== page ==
ECON F342 AE Time Series 2017 - ECON F342 APPLIED...

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BITS Pilani Pilani Campus ECON F342 APPLIED ECONOMETRICS
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BITS Pilani Pilani Campus Lecture 2
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Time Series Models BASICS Ch.10 of Text Book NVM 3
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Introduction Time series data can be defined as a sequence of observations of some variable at regular time intervals. The intervals can correspond to both: A calendar time: Yearly, quarterly, monthly etc… Or an irregular economic process: such as stock market trading days in a year The observations are indexed with time i.e. dated, and their natural ordering should be respected. The time indexing emphasizes the first important difference between time series data and cross-sectional data. 4
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Introduction The second main difference between time series data and cross- sectional data relates to how we should think about sampling. With cross sectional data we can typically assume that a sample is randomly drawn from the appropriate population. In time series, the observations we have are considered as the realization of a given process: We can only see one realization i.e. Reality. It already happened in the past and we can’t change it. If some economic conditions were different in the past, we would have observed a different realization. So all the other potential realizations that did not happen can be considered as the population! 5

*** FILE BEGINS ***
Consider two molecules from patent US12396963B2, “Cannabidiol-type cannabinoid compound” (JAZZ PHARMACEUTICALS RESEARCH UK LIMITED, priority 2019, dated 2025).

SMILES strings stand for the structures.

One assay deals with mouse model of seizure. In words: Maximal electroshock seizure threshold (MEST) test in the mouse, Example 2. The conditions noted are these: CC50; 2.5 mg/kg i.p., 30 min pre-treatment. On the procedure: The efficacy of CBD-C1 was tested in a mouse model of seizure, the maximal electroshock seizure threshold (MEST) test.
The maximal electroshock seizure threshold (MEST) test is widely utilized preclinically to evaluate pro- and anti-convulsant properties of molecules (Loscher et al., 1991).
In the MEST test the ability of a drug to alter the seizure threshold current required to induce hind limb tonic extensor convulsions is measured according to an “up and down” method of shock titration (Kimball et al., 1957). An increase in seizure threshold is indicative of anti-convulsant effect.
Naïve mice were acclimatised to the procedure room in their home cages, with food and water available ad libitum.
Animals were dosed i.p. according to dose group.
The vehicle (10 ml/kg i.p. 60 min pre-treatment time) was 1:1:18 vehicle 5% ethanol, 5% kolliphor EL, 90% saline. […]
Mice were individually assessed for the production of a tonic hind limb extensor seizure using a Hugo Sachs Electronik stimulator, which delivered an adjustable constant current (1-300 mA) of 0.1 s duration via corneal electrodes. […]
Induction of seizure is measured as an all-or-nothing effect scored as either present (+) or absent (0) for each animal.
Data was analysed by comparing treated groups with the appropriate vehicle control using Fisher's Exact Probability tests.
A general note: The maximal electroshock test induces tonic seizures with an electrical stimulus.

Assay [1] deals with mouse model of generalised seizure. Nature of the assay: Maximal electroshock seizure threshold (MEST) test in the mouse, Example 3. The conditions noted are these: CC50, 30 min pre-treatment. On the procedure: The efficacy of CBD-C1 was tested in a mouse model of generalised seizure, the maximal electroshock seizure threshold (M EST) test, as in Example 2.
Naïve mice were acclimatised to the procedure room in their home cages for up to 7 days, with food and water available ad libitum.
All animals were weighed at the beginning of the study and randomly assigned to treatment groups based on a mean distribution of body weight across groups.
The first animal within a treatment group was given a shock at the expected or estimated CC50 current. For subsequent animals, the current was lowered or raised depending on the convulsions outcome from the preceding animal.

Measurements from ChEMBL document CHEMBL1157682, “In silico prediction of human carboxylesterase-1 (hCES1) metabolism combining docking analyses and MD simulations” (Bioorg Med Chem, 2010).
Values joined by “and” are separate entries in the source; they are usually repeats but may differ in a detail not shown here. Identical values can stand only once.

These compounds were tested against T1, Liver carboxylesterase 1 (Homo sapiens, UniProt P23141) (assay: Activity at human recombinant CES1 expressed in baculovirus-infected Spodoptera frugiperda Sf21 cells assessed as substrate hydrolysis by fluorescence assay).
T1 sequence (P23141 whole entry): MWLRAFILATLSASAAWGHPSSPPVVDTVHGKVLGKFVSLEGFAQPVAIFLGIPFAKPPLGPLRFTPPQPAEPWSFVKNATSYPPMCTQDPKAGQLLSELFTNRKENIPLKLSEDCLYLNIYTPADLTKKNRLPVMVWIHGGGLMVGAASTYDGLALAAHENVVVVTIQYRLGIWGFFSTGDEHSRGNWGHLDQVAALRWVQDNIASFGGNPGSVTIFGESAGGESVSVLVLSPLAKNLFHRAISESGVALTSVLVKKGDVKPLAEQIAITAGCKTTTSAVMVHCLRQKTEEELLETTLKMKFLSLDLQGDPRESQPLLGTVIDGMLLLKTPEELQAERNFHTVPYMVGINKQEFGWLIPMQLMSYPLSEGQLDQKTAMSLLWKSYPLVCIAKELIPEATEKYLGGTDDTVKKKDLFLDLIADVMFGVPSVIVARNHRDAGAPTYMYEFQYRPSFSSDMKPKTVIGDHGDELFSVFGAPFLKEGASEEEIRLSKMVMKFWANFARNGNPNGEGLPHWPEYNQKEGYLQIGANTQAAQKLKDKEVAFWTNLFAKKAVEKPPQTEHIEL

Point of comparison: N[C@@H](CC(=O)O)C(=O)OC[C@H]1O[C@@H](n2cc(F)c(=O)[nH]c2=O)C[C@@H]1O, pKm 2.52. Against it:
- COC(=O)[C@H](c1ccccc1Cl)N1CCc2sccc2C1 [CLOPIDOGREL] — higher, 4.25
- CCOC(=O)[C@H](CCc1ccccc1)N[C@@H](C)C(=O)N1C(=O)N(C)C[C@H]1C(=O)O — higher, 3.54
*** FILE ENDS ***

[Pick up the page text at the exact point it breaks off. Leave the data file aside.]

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6 Time Series vs. Cross Sectional Time series data has a temporal ordering, unlike cross-section data Will need to alter some of our assumptions to take into account that we no longer have a random sample of individuals Instead, we have one realization of a stochastic (i.e. random) process
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